Well, to cut the long story short, this book offered an interesting premise, unlike anything we have seen recently in Indian writing. ‘The Shadow Throne’ is a fast-paced thriller built around a very topical issue - nuclear attack and are we ready to deal with it. The language was pretty good yet easy to read. The book is actually of small size and it reminds me of the Pocket Books my Dad used to read (a la Surendra Mohan Pathak).

‘The Shadow Throne’ offers enough teasers to pull you into the story – a mysterious murder at Qutub Minar; a victim straight out of antiquity; the uncertain and murky world of Pakistan’s ISI and India’s RAW; a journalist (Chandrashekhar), an inspector (Hassan) and a history professor (Meenakshi Pirzada) find themselves in a conspiracy of a potential nuclear attack on India; and a race against time to save the nation while not knowing whom to trust in the run.

The book begins on an interesting note where Chandrashekhar is reminiscing about his dead wife Yamini. But in no time we find ourselves entranced in a gripping tale of murder, conspiracy, deceit and questionable loyalties. A body is found at the foot of Qutub Minar. The Inspector-in-charge Syed-Ali-Hassan calls in Chandrashekhar, a journalist with whom Hassan has worked in several cases. Chandrashekhar pulls in Meenakshi Pirzada, a history professor and Chandrashekhar’s deceased wife’s best friend, to help him find out more about the victim. This incident spirals into a conspiracy involving RAW and ISI and stretches beyond Indian borders, to Afghanistan.

On the other hand, there is a small group of aborigines in Afghanistan, assumed to be extinct, who are working towards ascertaining their place in the world, at Bamiyan Valley. OK, I admit getting tiny-winy bored in the details of this part. But, overall, the author has been successful in constructing an interesting plot together and creating an exciting spy-thriller that would keep you guessing till the end. A few things were surreal but could be overlooked in favour of an enjoyable read. It sounded so much like a film that I wouldn't be surprised if it got made into one.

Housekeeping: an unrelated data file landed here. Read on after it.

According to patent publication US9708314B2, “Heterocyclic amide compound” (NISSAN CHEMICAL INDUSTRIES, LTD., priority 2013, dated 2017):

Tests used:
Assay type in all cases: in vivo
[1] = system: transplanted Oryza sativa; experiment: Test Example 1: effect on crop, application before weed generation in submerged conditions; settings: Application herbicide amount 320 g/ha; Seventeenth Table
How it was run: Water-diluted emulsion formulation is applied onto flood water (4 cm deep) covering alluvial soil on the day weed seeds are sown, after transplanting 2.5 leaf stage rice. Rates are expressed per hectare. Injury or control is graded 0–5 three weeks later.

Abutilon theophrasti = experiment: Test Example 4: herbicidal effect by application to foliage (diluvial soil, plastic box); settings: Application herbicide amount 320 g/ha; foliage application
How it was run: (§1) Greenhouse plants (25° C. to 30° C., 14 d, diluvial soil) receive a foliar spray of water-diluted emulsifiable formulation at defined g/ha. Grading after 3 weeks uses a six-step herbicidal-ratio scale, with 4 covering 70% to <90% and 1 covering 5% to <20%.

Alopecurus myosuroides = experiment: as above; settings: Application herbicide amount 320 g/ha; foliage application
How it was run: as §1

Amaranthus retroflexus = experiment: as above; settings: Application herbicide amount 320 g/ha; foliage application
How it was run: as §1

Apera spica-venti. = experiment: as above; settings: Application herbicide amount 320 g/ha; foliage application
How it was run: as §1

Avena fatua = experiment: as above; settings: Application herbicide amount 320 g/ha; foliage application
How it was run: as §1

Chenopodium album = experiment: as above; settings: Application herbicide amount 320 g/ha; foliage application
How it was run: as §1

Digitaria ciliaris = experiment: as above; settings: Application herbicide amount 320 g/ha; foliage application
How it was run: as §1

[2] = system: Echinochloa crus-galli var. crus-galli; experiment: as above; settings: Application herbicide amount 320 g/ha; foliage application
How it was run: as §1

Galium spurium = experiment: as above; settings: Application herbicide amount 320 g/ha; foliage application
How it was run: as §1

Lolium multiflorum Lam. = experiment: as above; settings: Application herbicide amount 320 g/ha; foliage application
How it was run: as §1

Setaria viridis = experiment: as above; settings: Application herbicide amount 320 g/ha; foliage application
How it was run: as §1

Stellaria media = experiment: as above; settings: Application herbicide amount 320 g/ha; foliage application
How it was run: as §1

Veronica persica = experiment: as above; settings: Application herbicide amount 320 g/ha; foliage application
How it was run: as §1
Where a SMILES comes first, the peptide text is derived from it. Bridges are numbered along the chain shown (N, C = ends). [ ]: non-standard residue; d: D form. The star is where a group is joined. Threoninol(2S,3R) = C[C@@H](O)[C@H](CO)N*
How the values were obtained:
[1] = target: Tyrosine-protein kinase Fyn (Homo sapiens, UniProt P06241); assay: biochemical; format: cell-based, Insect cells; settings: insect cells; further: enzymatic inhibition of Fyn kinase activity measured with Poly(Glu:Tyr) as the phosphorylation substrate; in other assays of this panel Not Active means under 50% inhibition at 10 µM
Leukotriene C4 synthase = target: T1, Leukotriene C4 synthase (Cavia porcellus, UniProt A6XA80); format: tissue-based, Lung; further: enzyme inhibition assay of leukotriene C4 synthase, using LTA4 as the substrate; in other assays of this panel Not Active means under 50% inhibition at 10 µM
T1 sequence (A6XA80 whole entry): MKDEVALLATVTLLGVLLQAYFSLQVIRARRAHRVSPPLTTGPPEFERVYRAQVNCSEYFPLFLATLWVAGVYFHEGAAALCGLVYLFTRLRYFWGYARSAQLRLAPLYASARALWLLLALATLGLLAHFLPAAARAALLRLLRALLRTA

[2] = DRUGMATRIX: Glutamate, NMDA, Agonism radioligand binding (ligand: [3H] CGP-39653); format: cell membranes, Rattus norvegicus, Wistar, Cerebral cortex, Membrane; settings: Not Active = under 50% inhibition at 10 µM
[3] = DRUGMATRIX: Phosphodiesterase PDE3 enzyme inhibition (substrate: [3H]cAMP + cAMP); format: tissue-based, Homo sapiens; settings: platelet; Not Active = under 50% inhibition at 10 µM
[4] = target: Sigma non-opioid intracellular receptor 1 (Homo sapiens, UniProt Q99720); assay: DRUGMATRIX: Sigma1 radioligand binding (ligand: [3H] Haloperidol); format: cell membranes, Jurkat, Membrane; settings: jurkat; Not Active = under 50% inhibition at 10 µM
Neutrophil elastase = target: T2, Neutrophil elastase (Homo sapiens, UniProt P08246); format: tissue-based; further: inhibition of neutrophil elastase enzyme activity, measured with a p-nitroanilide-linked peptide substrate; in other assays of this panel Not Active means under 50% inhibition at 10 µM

I also got a feeling that this could turn into a series. Towards the end, there is a hint that Chandrasekhar could be called anytime if need be. I would certainly look out for the author’s second book.

Image source: Amazon

Sunday, January 6, 2013

Book Review: Drop Dead by Swati Kaushal

Title: Drop Dead
Author: Swati Kaushal
Publisher: Hachette India
Pages: 321
Price: Rs 250
Genre: Fiction / Thriller / Crime
Rating: 7/10
Format: Paperback

‘Drop Dead’ is the third book by the bestselling author Swati Kaushal. But unlike the earlier 2 books, this one is a crime mystery novel. This book is supposed to be the first one in the ‘Niki Marwah Mystery series’.

In this book, the author introduces Niki Marwah, the Shimla Superintendent of Police. Young, attractive, charismatic, tough, sharp and level-headed; she has all the makings of a promising central character. She does not consider living it up with stylish clothes and driving a flamboyant 2X2 SUV frivolous for a cop. Priyanka Chopra in Don is definitely a benchmark because we often find her references. (Niki also reminds me so much of Nancy Drew!).

This book is about only three days during which a dead body is discovered, an enquiry is conducted and the case is solved. Rakesh Mehta (also known as Rak), President and CEO of Indigo Books India Ltd., is putting up at the luxurious Lotus Resort, Sonargam (a fictitious place near Shimla) with his team for a corporate meet. Rak Mehta is ruthless, shrewd and opportunistic. He is flamboyant and quite a ladies’ man. On the verge of making an important announcement, he is found dead at Jharna Point, near the Lotus Resort, apparently due to a fall from the cable car. Niki Marwah takes charge of the investigation with her team, and soon finds out that almost everyone could have a motive to kill Rak.

Since there is an intention of a series, so one would find a few seemingly unnecessary parts and characters. Niki’s friend Kam or Niki’s big Punjabi clan, even a potential romantic angle have not been explored in this book but I am sure they would have relevance in the coming books from the series. Niki’s subordinate Shankar Sahay is a likeable character though his casual banter with Niki sounds more like that of a younger brother rather than a junior who has just started out.    

The title is catchy, and seems ironical when you read the book. The cover page is in line with the author’s previous two books. I found the publishing industry setting pretty interesting. But the book lacks in-depth characterization. Even Niki’s character is not too fleshed out. The book is actually a chick lit married to a thriller; so apart from pursuing the case, Niki also has her moments of meeting single men, dodging the marriage question and fantasizing about shoes and clothes.

The other issue with the book is finishing the story in haste towards the end. From taking every suspect’s statement to nabbing the killer, there should have been a logical connect. However, it certainly is a page-turner which should appeal to anyone who is looking for a fast-read and favors thrillers. Young Adults is another potential audience for this book. We also get a glimpse of the second book in Niki Marwah mystery series towards the end - ‘Sweet Cyanide’.

Image courtesy: Amazon